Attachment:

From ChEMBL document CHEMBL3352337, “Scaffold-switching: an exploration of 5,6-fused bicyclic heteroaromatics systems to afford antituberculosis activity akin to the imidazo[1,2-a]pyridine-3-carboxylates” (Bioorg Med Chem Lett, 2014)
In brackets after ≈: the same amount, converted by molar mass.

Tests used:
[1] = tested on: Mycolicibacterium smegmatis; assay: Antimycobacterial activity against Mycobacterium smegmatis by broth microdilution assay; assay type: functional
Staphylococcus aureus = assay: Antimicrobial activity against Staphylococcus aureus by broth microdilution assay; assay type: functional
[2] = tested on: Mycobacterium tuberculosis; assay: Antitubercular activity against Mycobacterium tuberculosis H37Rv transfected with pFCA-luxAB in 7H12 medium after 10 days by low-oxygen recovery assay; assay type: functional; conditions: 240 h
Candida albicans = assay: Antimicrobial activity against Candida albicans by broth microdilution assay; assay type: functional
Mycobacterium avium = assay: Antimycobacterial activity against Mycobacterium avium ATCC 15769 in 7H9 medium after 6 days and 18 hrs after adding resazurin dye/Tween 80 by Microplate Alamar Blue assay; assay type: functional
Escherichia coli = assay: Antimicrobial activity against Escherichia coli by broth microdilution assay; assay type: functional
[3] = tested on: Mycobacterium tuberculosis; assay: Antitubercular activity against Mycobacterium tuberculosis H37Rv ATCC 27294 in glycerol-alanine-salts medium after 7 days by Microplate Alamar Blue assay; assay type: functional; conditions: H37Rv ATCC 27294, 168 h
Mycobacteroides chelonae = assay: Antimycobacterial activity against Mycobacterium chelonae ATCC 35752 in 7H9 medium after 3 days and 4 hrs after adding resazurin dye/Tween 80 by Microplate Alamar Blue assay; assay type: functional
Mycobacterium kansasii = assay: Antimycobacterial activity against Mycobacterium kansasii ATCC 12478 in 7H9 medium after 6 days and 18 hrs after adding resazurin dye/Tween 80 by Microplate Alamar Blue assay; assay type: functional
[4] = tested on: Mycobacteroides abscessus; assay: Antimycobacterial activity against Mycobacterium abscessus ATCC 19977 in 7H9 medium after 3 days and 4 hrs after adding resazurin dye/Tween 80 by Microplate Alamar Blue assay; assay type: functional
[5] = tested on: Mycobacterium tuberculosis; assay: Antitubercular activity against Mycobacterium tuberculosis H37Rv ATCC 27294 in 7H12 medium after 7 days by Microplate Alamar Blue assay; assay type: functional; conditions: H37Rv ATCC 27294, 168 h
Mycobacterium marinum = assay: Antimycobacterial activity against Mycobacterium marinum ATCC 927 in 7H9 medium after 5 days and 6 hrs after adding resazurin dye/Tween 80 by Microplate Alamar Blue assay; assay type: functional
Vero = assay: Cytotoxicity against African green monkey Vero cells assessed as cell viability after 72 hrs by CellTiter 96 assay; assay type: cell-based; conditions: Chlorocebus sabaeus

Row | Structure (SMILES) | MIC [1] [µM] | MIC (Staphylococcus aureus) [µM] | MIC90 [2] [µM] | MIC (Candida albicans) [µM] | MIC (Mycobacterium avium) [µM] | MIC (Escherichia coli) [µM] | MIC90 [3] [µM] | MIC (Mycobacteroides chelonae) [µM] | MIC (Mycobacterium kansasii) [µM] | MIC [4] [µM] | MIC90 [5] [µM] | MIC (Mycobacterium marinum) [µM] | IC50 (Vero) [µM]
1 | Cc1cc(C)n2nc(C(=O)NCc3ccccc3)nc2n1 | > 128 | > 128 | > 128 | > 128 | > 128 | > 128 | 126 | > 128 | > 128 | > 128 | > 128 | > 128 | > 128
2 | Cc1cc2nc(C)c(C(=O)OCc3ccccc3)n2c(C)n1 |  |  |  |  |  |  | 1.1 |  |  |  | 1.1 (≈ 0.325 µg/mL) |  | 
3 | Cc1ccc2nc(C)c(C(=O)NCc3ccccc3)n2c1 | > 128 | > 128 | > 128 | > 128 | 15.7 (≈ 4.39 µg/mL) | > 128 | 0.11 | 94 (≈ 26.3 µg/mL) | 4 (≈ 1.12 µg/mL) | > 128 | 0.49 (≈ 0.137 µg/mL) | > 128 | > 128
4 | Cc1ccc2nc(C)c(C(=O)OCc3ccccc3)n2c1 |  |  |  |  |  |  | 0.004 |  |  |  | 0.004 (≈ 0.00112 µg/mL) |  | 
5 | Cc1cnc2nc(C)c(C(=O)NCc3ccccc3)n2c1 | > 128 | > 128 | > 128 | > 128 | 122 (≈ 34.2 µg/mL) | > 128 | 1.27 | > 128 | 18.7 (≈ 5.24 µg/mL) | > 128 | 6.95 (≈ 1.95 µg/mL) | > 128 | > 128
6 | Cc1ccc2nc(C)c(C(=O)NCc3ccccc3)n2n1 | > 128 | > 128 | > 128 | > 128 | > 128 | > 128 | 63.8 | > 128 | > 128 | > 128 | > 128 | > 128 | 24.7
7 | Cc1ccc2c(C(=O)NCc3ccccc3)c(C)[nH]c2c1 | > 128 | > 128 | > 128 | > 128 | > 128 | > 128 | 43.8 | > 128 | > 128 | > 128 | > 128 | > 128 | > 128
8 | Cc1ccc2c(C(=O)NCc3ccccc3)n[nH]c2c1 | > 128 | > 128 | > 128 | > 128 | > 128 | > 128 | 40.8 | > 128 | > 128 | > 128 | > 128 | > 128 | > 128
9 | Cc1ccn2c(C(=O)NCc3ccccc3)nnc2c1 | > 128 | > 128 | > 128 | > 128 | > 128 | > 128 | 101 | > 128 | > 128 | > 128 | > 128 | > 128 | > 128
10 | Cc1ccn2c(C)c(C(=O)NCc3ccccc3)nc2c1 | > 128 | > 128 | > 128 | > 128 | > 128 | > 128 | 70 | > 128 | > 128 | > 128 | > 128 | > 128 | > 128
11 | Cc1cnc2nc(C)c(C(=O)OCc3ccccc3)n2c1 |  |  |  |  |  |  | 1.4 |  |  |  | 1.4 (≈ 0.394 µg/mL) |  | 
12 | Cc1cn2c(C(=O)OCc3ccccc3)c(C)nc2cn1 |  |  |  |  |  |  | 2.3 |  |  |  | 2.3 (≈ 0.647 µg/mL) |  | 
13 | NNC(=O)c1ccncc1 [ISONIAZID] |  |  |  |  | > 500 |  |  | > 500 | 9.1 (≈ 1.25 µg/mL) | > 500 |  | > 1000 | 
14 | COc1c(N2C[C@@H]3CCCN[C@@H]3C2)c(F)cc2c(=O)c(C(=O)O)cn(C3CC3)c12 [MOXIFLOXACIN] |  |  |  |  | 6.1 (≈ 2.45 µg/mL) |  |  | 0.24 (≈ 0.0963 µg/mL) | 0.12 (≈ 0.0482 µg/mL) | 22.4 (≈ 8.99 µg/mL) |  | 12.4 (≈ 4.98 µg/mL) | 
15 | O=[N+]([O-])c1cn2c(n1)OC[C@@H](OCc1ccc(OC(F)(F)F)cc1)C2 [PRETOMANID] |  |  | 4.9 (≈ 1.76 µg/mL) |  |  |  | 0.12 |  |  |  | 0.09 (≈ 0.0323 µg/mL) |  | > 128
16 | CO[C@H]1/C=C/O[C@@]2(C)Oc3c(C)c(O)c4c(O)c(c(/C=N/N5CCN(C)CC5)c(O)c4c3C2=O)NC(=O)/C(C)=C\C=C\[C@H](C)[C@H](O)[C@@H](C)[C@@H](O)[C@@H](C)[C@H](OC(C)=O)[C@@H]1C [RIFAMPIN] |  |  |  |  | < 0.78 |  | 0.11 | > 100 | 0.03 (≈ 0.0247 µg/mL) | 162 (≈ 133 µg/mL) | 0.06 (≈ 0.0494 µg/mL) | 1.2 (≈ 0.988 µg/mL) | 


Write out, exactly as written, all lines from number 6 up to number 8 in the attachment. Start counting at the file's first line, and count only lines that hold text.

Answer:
[2] = tested on: Mycobacterium tuberculosis; assay: Antitubercular activity against Mycobacterium tuberculosis H37Rv transfected with pFCA-luxAB in 7H12 medium after 10 days by low-oxygen recovery assay; assay type: functional; conditions: 240 h
Candida albicans = assay: Antimicrobial activity against Candida albicans by broth microdilution assay; assay type: functional
Mycobacterium avium = assay: Antimycobacterial activity against Mycobacterium avium ATCC 15769 in 7H9 medium after 6 days and 18 hrs after adding resazurin dye/Tween 80 by Microplate Alamar Blue assay; assay type: functional